Gene Leahy Mall could close in just four months to make way for the sweeping plan to redo part of Omaha’s downtown and riverfront into more accessible and activity-filled public spaces.
The mall, between Douglas and Farnam Streets downtown, could be closed to the public starting in March, according to a construction schedule presented Thursday to the city’s Urban Design Review Board.
Heartland of America Park and Lewis & Clark Landing, the other areas part of the project, wouldn’t close until mid-2020.
Nathan Elliott, a principal architect for OJB Landscape Architecture, a national company hired by donors, gave Thursday’s presentation. He emphasized that the timeline is tentative and could change as officials get deeper into the design process.
But one thing is sure, Elliott said. “I think this is going to be a turning point for downtown Omaha,” he said of the project.
Officials from the city and philanthropic and business communities announced a conceptual master plan for a 90-acre swath of downtown and the riverfront in June. Ken Stinson and Mogens Bay, two Omaha businessmen and board members of the nonprofit Heritage Services, are leading the effort.
The $290 million, mostly privately funded proposal calls for raising most of the sunken Gene Leahy Mall to street level and adding new amenities, such as trails, and activities like concerts and workout classes from roughly the marina near the Bob Kerrey Pedestrian Bridge south to The Breakers apartment complex at Leavenworth Street.
Officials have said the transformation is needed because the current 90-acre space is underutilized due to poor accessibility and visibility.
The project is complex, with features like raising the grade so people can easily walk east past 8th Street and over the existing railroad line to better connect with the riverfront. It also includes an urban beach, an ice skating ribbon and various children’s play areas. The popular slides at the mall would remain.
The project would be mostly privately funded, with $50 million coming from the City of Omaha in the form of redevelopment bonds. The parks would remain public spaces owned by the city.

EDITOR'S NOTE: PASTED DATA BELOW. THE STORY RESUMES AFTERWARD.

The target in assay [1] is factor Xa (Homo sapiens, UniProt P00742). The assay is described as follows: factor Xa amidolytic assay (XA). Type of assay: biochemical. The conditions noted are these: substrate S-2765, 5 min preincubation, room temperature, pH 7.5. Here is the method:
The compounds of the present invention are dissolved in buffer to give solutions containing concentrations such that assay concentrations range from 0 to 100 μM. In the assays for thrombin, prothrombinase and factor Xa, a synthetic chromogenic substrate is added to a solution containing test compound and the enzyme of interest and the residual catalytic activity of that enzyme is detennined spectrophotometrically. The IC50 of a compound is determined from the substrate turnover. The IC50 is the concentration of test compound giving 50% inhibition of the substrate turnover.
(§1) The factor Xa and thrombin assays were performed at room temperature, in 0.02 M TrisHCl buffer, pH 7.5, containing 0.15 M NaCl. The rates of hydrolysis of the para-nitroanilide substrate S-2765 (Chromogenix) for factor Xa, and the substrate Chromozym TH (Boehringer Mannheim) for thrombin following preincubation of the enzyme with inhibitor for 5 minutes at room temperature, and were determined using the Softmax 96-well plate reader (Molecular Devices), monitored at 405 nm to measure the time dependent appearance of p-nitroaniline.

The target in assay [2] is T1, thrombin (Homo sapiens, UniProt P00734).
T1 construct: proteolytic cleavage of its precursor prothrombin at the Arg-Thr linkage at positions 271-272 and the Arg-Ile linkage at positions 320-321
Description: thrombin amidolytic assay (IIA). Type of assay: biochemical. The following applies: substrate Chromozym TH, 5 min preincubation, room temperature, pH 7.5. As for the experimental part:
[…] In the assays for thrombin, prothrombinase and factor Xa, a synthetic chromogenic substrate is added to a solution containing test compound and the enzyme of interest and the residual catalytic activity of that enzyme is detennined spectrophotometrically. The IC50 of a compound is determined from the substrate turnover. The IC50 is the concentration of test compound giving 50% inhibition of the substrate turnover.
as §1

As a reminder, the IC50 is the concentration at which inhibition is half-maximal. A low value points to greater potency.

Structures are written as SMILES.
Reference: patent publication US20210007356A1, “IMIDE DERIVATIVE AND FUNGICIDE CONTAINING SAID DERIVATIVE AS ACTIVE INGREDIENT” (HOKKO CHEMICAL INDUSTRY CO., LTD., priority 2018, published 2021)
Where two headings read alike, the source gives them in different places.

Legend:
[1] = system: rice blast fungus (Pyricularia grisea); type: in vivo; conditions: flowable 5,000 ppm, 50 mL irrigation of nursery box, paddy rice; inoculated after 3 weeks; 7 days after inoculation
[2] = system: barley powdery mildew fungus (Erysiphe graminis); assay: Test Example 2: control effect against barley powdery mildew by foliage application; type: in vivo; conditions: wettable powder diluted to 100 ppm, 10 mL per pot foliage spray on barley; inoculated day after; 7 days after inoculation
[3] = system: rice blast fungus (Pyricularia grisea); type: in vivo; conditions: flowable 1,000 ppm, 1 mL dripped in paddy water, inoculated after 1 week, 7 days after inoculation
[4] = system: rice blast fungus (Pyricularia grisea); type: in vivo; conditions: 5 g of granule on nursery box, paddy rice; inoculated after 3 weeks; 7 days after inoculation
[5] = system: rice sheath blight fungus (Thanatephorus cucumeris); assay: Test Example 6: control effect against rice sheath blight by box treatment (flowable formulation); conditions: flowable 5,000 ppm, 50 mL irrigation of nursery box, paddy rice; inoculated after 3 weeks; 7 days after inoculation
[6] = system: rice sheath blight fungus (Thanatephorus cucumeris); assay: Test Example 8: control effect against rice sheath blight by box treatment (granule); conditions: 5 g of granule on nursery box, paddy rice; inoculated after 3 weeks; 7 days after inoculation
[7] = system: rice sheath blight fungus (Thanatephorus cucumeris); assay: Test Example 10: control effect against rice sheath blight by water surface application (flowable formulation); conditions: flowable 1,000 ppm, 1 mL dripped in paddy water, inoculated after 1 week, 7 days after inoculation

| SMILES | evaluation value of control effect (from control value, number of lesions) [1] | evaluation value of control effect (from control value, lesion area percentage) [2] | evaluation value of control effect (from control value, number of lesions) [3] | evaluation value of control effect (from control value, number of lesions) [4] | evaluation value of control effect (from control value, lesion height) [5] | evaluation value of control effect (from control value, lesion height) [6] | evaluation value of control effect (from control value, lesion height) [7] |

Under the plan, the Metropolitan Entertainment and Convention Authority would oversee the project’s construction, operation, maintenance and activation. MECA and the city are still working to formalize an agreement that spells out their responsibilities. MECA also runs the city-owned CHI Health Center venue and TD Ameritrade Park downtown.
Elliott of OJB said the proposed schedule shows construction beginning first on the western end of Gene Leahy Mall. Dirt will need to be brought in to bring the mall to street level. The sidewalks around the mall would remain open to the public during construction, he said.
To date, Elliott said, Omaha-construction company Kiewit has been engaged in pre-construction work and has helped with the project’s schedule and estimating its cost. Kiewit will most likely be involved in its construction, he said. Stinson, one of the project’s leaders, is a chairman emeritus of Peter Kiewit Sons’ Inc.
Thursday, the Urban Design Review Board accepted the presentation and asked for another update when the project gets further into the design phase.
The board helps review and sign off on publicly funded projects and makes recommendations to the city’s planning director. The board, which includes an architect and engineer, among other experts, is appointed by the mayor and approved by the City Council.
Board member Bob Peters, a former planning director for the City of Omaha, asked whether parts of the project would remain open during construction.
Elliott said the goal is for the construction and openings to be staggered. For example, work on Lewis & Clark Landing would start last, in June 2020, while the west part of Gene Leahy Mall is expected to reopen first, in April 2021.
That would leave about a year where none of the areas is open, as opposed to the entire area being closed for several years during the duration of construction.
Construction on the eastern portion is scheduled to conclude in September 2021, so people could enjoy the entire mall by fall. Lewis & Clark Landing would wrap up in March 2023, and Heartland of America Park would finish a year later.
Elliott said those dates could be sooner, depending on various approvals, including those from the U.S. Army Corps of Engineers.
Matthew Schoell-Schafer, a board member and landscape architect, said the design is beautiful. But he questioned whether downtown has the population to fill the area with people and activity.
Elliott said his firm’s experience — their work includes Houston’s Levy Park — shows that building accessible public space attracts people.
He said he expects daytime workers to use the space for lunch, and people to come to downtown in the evening for concerts. And he anticipates that more downtown residential projects in the works now will be online by the time the project starts wrapping up.
“People from Council Bluffs are going to want to come. People from west Omaha will want to come,” he said. “People from Lincoln will want to drive up and see what all the fuss is about.”